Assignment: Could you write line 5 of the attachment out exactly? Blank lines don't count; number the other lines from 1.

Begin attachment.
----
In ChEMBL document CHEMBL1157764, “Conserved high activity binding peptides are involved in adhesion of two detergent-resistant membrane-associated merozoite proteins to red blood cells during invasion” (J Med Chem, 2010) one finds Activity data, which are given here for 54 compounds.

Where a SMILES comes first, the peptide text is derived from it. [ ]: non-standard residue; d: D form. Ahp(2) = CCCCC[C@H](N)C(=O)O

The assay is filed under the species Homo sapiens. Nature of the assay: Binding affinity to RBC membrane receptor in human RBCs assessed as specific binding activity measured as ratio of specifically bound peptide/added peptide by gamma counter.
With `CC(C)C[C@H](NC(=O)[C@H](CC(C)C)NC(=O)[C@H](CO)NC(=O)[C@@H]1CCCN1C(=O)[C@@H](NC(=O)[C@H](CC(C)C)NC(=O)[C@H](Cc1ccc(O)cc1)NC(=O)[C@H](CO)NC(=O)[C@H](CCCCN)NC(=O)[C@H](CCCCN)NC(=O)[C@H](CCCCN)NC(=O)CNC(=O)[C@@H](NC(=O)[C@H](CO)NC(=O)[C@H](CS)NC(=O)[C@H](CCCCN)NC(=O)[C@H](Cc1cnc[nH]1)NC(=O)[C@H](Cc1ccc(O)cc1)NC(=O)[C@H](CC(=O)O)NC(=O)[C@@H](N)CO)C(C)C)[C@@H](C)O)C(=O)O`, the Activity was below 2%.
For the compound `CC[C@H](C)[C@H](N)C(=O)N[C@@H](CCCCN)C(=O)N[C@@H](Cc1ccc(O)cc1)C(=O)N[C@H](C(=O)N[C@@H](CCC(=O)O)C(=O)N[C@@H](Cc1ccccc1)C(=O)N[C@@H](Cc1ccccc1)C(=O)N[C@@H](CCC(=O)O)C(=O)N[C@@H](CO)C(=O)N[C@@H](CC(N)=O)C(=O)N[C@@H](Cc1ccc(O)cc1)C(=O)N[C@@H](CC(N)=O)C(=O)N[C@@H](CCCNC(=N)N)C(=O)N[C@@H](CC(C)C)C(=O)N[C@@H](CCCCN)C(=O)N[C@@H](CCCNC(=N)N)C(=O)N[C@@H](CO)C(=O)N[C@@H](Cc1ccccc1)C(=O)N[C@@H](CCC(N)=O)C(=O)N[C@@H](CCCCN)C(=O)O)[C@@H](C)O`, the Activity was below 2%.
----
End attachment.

For the compound `CC[C@H](C)[C@H](N)C(=O)N[C@@H](CCCCN)C(=O)N[C@@H](Cc1ccc(O)cc1)C(=O)N[C@H](C(=O)N[C@@H](CCC(=O)O)C(=O)N[C@@H](Cc1ccccc1)C(=O)N[C@@H](Cc1ccccc1)C(=O)N[C@@H](CCC(=O)O)C(=O)N[C@@H](CO)C(=O)N[C@@H](CC(N)=O)C(=O)N[C@@H](Cc1ccc(O)cc1)C(=O)N[C@@H](CC(N)=O)C(=O)N[C@@H](CCCNC(=N)N)C(=O)N[C@@H](CC(C)C)C(=O)N[C@@H](CCCCN)C(=O)N[C@@H](CCCNC(=N)N)C(=O)N[C@@H](CO)C(=O)N[C@@H](Cc1ccccc1)C(=O)N[C@@H](CCC(N)=O)C(=O)N[C@@H](CCCCN)C(=O)O)[C@@H](C)O`, the Activity was below 2%.